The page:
MLB.com's Draft Tracker:
McKenna's loudest tool is his bat, with an advanced approach and line-drive oriented swing. He does have good bat speed and some raw power to tap into, though he hasn't done so yet collegiately. Where the main divergence in opinion about McKenna is where he profiles defensively. Some feel he can stay in center long-term, which obviously improves his profile.
In the Cape Cod League last summer McKenna hit .298 and stole 15 of 22 bases.
McKenna was Baseball America's #2-ranked Big West Conference prospect and, like Pena, was BA's pre-season conference player of the year.
Cal Poly's head coach:
(McKenna) had a real good year for us, and his potential is still untapped. Now he has to develop into more of a power guy at the next level.
Round 5 - 162nd pick: Cody Deason
Deason, a 6'4" 205lb 21-year old righty started his career at Arizona as a reliever, then swingman in his sophomore year. After a strong Cape Cod League showing he became Arizona's Friday night starter where he has three pitches: a 90-94mph fastball, a 79-83mph out pitch curve, and an average changeup. This season for the Wildcats Deason threw 91IP, 70H/29ER, 84K:37BB and held opponents to a .216 average, with only two home runs.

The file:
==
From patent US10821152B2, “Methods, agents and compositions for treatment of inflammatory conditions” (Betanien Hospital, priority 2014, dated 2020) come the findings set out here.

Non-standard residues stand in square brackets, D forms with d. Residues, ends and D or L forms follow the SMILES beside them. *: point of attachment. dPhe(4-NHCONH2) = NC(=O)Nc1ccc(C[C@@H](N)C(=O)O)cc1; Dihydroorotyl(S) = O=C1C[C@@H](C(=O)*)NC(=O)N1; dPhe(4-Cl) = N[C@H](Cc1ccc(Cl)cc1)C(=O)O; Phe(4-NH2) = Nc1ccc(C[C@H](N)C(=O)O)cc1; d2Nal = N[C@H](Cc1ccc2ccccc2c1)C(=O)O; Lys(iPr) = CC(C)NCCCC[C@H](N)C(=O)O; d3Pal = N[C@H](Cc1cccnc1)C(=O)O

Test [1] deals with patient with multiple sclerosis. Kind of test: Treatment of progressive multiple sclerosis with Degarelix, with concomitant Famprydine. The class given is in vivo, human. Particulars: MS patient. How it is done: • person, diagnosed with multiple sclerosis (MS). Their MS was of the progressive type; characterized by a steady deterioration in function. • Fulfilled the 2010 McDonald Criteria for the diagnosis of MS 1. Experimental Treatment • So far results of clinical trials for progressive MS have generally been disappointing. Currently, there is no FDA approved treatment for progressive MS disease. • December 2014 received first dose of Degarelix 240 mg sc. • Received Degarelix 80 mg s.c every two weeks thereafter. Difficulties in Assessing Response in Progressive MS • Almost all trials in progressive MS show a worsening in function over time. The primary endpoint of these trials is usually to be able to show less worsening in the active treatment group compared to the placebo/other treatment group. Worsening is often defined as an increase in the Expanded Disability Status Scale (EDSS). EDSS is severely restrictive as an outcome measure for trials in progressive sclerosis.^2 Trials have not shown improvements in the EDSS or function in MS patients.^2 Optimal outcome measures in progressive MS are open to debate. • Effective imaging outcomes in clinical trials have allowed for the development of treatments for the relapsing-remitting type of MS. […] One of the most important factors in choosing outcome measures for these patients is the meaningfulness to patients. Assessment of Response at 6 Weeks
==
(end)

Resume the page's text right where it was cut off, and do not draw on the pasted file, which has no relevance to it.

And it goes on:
MLB.com's Draft Tracker:
Deason has proven he can handle starting and any team taking him will likely send him out in that role until he proves he can't handle it. His stuff will tick up in shorter relief stints, and some scouts do see him as a seventh or eighth inning set-up man when all is said and done.
Arizona head coach Jay Johnson:
I actually expected him to go way higher. I think he has all the makings of a major league pitcher, probably out of the bullpen because the velocity stays up in short stints.
Deason, who grew up a Dodgers fan, also had the best quote of the day:
As of about three hours ago, I am an Astros fan. That was heartbreaking to see last year (in the World Series). But now I look back on it and say, 'Wow, this is the greatest thing that's ever happened.'
I feel like I should have gone earlier, but everything happens for a reason. I'm glad I got picked where I got picked. I'm just ready for the next step.
Round 6 - 192nd pick: R.J. Freure
Freure is a 6'1" 210lb RHP out of Pitt, finishing up his sophomore season, and will be 21 in July. The Burlington, Ontario native appeared in relief in 26 of his 27 outings in 2017, throwing 58.2IP, 49H/28ER, 95K:35BB, with opponents hitting .227. In 96.2 career IP at Pitt, Freure struck out 141 batters.
While Freure has been used almost exclusively out of the bullpen this spring, his delivery isn't an up-tempo, high effort type often associated with power-armed relievers, and in fact he has just the opposite with a simple, balanced delivery that you'd be more likely to find in a starting arm.
Pitt head coach Joe Jordano: